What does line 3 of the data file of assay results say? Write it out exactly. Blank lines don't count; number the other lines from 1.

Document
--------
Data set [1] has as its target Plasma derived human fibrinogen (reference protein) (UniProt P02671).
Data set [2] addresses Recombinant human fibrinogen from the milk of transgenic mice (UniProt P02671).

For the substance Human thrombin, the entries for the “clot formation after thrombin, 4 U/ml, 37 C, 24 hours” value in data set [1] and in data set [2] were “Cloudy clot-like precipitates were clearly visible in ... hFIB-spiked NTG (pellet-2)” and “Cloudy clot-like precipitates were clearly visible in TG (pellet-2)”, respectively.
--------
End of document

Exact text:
For the substance Human thrombin, the entries for the “clot formation after thrombin, 4 U/ml, 37 C, 24 hours” value in data set [1] and in data set [2] were “Cloudy clot-like precipitates were clearly visible in ... hFIB-spiked NTG (pellet-2)” and “Cloudy clot-like precipitates were clearly visible in TG (pellet-2)”, respectively.